Surface Roughening of Platinum Wire: An Electrochemical and Mechanical Approach
Gygax, S. M. (2017). Surface Roughening of Platinum Wire: An Electrochemical and Mechanical Approach (Thesis, Master of Engineering (ME)). University of Waikato, Hamilton, New Zealand. Retrieved from https://hdl.handle.net/10289/11455
Permanent Research Commons link: https://hdl.handle.net/10289/11455
In order to make implanted electrodes MRI safe several methods have been explored. One of those methods involves increasing AC resistance by roughening the surface of the implanted platinum wires. This thesis explores an electrochemical and a mechanical approach to reliably induce 15 micro meter deep surface defects. The electrochemical approach dissolves the outermost layer of the wire and redeposits a porous layer on the surface that does not grow more than 2 micro meters thick. It is predicted that this layer may be grown to desired thickness if the source of platinum comes from within the solution treatment takes place in rather than the treated wire itself. The mechanical approach induces fatigue cracks that grow predictably and can be controlled to desired size. The limitations are the small amount of wire that may be treated at a time through rotational fatiguing, and the initial quality of the treated wire. High quality wire and an ultrasonic fatigue setup may remedy these limitations.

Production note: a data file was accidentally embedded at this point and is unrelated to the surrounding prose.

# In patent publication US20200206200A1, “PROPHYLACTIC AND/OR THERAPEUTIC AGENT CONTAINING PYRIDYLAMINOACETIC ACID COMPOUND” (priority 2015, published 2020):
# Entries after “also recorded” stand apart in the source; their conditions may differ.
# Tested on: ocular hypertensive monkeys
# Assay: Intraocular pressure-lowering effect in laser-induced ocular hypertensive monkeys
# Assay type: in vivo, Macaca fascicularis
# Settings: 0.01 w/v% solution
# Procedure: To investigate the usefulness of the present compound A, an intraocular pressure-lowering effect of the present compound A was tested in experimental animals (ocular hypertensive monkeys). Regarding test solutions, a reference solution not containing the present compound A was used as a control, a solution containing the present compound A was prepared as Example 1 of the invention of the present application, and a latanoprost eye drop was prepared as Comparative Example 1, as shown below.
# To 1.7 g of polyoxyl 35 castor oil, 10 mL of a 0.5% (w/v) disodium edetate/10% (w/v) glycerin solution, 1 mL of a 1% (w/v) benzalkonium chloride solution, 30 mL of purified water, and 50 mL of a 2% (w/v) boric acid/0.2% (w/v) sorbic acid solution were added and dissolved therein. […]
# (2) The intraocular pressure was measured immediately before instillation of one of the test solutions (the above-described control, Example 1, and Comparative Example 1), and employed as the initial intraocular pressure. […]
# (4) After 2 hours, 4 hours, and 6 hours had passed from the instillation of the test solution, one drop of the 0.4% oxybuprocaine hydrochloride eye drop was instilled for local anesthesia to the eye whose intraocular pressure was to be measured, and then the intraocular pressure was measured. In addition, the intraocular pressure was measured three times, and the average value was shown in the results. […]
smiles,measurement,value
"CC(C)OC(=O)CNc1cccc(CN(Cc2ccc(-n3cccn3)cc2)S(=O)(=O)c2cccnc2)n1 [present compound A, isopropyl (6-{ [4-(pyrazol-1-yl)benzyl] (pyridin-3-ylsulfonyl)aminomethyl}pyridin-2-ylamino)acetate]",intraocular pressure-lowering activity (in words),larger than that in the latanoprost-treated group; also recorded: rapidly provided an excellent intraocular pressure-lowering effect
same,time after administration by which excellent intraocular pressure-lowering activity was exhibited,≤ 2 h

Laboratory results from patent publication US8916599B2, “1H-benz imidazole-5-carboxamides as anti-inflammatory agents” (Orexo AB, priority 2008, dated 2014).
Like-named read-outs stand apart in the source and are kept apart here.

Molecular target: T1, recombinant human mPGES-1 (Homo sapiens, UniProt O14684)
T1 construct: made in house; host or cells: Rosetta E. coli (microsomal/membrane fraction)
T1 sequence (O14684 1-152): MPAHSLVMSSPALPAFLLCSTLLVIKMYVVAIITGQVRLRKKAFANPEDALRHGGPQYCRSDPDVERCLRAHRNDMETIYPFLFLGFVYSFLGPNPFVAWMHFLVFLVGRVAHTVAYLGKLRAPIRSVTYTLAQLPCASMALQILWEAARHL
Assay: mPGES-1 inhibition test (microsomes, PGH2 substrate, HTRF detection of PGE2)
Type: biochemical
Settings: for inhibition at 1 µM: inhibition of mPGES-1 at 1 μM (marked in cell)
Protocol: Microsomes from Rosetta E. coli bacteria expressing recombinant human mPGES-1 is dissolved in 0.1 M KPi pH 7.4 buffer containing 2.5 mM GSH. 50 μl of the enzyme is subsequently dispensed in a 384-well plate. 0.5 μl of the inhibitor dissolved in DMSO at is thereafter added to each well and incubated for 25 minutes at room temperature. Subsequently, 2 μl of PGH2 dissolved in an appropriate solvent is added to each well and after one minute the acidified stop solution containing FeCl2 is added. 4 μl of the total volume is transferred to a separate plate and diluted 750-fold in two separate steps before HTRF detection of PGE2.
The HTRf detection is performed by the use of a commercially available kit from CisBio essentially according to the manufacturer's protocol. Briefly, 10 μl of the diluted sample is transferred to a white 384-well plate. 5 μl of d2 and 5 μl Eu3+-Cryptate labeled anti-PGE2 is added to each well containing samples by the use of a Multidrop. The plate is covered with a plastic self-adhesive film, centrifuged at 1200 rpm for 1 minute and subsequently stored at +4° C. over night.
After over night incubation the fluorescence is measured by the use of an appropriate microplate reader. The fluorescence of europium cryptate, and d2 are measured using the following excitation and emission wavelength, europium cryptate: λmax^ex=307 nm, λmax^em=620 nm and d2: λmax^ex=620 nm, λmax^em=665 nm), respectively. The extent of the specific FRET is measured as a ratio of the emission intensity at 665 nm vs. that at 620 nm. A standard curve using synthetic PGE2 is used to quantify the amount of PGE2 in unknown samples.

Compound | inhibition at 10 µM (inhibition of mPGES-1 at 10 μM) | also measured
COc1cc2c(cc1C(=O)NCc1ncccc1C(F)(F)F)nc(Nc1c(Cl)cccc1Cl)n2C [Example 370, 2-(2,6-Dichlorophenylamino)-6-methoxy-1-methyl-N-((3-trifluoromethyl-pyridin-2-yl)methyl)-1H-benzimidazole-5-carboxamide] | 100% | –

University of Waikato
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